For the most part, though, I prefer the unintentional videos. Women discussing crafts have always acted on me like an anaesthetic. One woman, whose name is Christine, has a blog called Scrap Time, which is devoted to the somnolent art of scrapbooking. Here Christine explains how to fold paper into boxes, how to mix paint into something called crackle, and how to insert pictures into plastic sleeves. Bliss. For the past several weeks, I’ve watched one or two of her videos on my phone every night before drifting off. My wife thinks I’m crazy. Christine would probably think I’m crazy, too, or at least mildly creepy. But I assure you I’m neither. It’s just that I’m unique, along with tens of millions of other special snowflakes just like me.
My favorite discovery recently has been the work of an Indian blogger whose YouTube username is K Prasanth. Mr. Prasanth has exactly the kind of voice that is guaranteed to produce a full-blown ASMR reaction in me: soft, with a foreign accent (interestingly, this tends to increase the effect), and in no hurry whatsoever. He discusses in great detail things that ordinarily I would have no interest in. Mr. Prasanth is a product reviewer, and the products he chooses to review tend to be the kind of ultra-cheap, Chinese-made items we would find in North American dollar stores here and might use once or twice before throwing away.
I have never in my life met anyone who takes dollar store items as seriously as Mr. Prasanth does. He has an appreciation for every tiny detail of each item he reviews: electric beard trimmers, plastic toys, stuffed olives, magic pens. “Nice one. Check it out,” he comments at the end of each and every video. He loves things that appear to him to have a unique or high-quality design, and he seems to have a special fondness for two categories: anything that has a pen or a light built into it (preferably both); and anything related to computer or mobile phone technology.
My favorite Prasanth review, however, has to be the one called Glass Decanter. In it, he waxes eloquent on the various merits of a cheap cut-glass decanter he bought for a few dollars somewhere–in India, presumably–simply because he thought it looked pretty. In his description of the video, he writes: “This Glass Decanter is so beautiful, its more than just a pretty piece of glass. Its more about what it stands for, saving it for later, not having everything right away. Save it for later this keep remind us of that etc.” Prasanth then helpfully informs us: “It costs Rs 300, or $6.”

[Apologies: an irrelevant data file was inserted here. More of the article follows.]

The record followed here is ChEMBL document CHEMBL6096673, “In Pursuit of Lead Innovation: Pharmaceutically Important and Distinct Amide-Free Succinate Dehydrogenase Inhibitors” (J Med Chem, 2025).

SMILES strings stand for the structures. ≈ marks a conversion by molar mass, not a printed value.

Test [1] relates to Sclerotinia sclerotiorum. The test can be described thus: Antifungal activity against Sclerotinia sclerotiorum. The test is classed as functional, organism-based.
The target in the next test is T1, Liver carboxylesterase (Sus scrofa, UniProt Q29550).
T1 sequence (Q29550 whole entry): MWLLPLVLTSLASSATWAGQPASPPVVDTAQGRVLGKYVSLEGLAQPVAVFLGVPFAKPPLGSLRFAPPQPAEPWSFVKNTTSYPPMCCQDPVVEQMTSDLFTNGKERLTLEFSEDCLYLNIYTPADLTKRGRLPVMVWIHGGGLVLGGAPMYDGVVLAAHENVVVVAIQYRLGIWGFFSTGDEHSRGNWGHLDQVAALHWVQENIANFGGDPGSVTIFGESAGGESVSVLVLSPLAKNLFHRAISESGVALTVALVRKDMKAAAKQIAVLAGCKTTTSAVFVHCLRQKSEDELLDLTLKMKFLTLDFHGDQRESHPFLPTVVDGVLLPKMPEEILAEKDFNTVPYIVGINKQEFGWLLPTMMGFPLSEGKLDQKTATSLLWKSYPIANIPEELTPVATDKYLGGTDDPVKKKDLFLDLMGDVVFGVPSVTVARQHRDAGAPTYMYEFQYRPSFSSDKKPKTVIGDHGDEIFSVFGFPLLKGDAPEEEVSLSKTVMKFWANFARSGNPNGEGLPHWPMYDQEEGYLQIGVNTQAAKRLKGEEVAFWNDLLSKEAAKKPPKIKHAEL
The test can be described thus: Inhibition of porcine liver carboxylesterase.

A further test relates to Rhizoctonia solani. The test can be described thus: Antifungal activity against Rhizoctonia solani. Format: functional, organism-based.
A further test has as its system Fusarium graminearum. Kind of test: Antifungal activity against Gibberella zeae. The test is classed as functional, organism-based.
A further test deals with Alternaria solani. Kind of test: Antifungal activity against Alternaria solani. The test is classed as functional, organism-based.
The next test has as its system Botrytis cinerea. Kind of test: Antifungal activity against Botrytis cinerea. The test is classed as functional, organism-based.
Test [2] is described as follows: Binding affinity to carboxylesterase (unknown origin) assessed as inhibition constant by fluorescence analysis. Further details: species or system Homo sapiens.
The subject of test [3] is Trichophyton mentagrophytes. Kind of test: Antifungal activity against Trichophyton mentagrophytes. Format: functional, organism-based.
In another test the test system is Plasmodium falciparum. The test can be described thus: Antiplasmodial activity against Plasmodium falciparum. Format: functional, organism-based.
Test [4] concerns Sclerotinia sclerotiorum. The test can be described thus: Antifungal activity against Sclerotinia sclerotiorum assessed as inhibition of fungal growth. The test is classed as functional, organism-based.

I love it that an item which would appear to me hardly worth noticing inspires such feeling in this man, who comes across as gentle, unassuming, and genuinely interested in providing helpful information to his fellow internet users. That he can draw a life lesson from an examination of a glass decanter strikes me as a kind of wisdom that is lacking in my life, and perhaps in our entire throwaway culture, which doesn’t value Chinese-made dollar store items nearly this highly, in my experience. And the fact that Mr. Prasanth’s voice seems to quiet whatever brain waves would otherwise prevent me from sleeping on a regular basis is deeply appreciated. Thank you, Mr. Prasanth. May your blog receive a million hits a day, and may you review products for a thousand years.
To visit him on the web: Prasanthblog.com